In May, the Greensboro Science Center’s veterinary technician, Sam Beasley, spent two weeks in Kimberley, South Africa, assisting with a flamingo crisis. Trip funding was provided by the GSC’s Conservation & Research Grant Program.
In January, the Kamfers Dam began drying up. As adult flamingos followed the dwindling water source, they left hundreds of eggs and hatchlings exposed to the elements. Through funding made available by the Association of Zoos and Aquariums, locals in Kimberley built a large pen, complete with a makeshift dam, at the local Society for the Prevention of Cruelty to Animals where the abandoned hatchlings could be rehabilitated, then released.
Beasley, who was originally scheduled to use her grant money to assist with a sea turtle project, changed her plans to respond to this more urgent crisis.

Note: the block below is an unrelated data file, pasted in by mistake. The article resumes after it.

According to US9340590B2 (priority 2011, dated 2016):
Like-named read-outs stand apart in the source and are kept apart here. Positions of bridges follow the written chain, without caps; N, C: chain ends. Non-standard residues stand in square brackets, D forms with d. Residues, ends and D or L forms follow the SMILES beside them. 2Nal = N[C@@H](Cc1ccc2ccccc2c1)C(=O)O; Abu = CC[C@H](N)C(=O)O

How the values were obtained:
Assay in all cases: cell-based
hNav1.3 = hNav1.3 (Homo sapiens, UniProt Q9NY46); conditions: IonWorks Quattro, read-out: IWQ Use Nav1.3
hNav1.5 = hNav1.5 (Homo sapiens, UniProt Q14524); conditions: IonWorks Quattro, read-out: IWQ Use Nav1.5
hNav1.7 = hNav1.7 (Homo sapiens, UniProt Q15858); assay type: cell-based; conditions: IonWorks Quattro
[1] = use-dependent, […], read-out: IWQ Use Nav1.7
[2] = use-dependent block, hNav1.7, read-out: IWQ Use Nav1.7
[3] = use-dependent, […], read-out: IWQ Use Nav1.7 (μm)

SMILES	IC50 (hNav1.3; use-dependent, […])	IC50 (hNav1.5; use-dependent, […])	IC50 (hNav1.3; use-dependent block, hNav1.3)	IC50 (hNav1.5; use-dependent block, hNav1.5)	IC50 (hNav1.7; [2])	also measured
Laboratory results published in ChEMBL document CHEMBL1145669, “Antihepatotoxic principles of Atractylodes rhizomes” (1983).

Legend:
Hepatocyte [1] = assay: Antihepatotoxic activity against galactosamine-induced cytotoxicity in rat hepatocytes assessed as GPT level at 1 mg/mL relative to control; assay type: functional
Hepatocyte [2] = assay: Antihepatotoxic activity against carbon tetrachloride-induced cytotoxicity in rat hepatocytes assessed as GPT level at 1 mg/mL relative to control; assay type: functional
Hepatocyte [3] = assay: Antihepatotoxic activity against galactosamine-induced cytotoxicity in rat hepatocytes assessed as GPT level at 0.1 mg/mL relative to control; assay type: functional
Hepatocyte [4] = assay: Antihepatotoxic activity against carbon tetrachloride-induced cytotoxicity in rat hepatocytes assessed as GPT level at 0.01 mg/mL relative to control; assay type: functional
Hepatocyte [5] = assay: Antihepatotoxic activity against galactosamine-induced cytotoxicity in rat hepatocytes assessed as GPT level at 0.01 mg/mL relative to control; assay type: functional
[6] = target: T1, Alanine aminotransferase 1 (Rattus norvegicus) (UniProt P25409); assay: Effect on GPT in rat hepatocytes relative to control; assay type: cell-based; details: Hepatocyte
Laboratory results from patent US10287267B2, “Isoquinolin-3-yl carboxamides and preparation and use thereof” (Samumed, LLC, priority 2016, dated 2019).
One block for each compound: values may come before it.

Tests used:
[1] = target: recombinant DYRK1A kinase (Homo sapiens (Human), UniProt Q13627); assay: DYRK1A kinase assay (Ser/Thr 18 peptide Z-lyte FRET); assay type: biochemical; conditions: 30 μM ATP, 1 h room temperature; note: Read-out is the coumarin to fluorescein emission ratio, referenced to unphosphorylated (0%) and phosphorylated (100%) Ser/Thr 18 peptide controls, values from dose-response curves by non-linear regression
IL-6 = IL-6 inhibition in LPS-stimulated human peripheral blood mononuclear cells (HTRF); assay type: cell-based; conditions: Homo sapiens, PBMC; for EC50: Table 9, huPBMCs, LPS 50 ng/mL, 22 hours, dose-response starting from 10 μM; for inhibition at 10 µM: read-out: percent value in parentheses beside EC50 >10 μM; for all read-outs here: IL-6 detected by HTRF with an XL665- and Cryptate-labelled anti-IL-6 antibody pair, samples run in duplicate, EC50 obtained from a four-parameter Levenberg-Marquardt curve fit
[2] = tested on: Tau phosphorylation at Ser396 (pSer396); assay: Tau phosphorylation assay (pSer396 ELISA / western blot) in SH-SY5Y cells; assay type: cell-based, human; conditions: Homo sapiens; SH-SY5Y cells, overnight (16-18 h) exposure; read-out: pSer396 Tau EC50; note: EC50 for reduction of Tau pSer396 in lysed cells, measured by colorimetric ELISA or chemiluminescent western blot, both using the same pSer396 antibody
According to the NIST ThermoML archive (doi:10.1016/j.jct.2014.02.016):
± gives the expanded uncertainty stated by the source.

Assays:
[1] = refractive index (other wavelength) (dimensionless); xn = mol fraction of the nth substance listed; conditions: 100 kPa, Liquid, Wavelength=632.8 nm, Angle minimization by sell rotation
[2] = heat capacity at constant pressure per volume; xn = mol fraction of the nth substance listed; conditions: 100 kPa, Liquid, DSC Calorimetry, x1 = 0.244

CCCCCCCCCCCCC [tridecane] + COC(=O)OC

Beasley says her day began at 7:45 a.m.. She and others were responsible for feeding more than 600 birds four times each day and misting them three times per day. In addition, they maintained water quality by conducting regular water changes on the dam and smaller pools, performed grounds maintenance both inside and outside the pen and administered any daily medications.
The birds were primarily fed a flamingo red feed, in addition to duck pellets, dog food and additional supplements. Unfortunately, the flamingo red feed’s consistency had begun building residue on the bird’s beaks and feathers, at which time volunteers were instructed to begin cleaning all birds individually. With one hose and no hot water on site, it took almost an hour to bathe just one bird.
Beasley assisted in the release of 110 of those birds during her last two days in South Africa.
Beasley’s experience is expected to be useful when the GSC exhibits these birds in its Revolution Ridge zoo expansion (expected to be complete in 2020).